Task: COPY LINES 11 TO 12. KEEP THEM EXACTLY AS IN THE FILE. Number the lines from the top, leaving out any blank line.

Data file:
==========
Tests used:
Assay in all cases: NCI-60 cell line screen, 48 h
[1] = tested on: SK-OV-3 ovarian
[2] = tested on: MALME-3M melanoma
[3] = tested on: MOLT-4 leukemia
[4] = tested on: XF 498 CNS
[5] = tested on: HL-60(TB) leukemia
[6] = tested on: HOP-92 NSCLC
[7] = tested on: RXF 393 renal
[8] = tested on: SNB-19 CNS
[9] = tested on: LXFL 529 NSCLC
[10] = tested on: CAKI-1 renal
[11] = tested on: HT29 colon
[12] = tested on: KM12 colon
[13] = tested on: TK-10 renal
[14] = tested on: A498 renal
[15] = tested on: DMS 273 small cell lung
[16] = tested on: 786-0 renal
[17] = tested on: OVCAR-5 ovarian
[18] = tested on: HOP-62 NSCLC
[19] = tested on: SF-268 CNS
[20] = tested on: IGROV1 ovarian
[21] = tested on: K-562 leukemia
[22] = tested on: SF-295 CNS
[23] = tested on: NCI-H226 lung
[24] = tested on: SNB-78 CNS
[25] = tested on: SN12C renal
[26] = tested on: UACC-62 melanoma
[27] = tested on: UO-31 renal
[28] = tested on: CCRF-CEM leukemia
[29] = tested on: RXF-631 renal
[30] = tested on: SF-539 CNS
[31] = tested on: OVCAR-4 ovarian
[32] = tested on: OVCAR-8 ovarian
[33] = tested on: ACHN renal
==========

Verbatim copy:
[9] = tested on: LXFL 529 NSCLC
[10] = tested on: CAKI-1 renal